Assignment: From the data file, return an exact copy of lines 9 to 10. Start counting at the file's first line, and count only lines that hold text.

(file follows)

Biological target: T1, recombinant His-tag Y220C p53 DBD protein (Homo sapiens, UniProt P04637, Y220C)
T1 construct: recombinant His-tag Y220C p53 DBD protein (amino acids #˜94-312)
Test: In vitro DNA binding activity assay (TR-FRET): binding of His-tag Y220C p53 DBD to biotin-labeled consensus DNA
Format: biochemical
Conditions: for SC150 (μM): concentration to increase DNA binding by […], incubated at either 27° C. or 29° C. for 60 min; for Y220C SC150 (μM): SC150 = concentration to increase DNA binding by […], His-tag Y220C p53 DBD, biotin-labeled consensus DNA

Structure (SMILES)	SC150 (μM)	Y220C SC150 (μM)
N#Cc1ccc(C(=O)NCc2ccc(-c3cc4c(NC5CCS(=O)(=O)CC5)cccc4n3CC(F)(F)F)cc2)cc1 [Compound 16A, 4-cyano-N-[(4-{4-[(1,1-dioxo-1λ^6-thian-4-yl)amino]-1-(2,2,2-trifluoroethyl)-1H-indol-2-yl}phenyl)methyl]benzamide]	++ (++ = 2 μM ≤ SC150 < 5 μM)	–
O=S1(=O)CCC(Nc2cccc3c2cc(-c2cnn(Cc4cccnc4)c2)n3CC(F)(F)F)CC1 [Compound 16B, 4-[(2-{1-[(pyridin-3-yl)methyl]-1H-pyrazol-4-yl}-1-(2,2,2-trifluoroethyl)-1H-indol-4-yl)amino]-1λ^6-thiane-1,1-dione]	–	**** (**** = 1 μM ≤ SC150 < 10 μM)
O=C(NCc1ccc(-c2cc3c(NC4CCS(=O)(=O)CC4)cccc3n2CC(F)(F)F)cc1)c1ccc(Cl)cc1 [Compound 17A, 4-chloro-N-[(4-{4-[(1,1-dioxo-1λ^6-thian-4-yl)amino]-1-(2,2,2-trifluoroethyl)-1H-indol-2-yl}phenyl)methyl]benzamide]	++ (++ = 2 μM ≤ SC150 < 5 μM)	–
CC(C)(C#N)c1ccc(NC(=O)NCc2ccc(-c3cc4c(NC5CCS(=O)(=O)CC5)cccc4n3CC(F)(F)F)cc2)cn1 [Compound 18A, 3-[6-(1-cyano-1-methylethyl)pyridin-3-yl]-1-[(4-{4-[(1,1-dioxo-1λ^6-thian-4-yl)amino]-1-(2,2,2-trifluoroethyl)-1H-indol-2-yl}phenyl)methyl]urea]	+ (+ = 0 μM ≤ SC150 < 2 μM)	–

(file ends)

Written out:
O=C(NCc1ccc(-c2cc3c(NC4CCS(=O)(=O)CC4)cccc3n2CC(F)(F)F)cc1)c1ccc(Cl)cc1 [Compound 17A, 4-chloro-N-[(4-{4-[(1,1-dioxo-1λ^6-thian-4-yl)amino]-1-(2,2,2-trifluoroethyl)-1H-indol-2-yl}phenyl)methyl]benzamide]	++ (++ = 2 μM ≤ SC150 < 5 μM)	–
CC(C)(C#N)c1ccc(NC(=O)NCc2ccc(-c3cc4c(NC5CCS(=O)(=O)CC5)cccc4n3CC(F)(F)F)cc2)cn1 [Compound 18A, 3-[6-(1-cyano-1-methylethyl)pyridin-3-yl]-1-[(4-{4-[(1,1-dioxo-1λ^6-thian-4-yl)amino]-1-(2,2,2-trifluoroethyl)-1H-indol-2-yl}phenyl)methyl]urea]	+ (+ = 0 μM ≤ SC150 < 2 μM)	–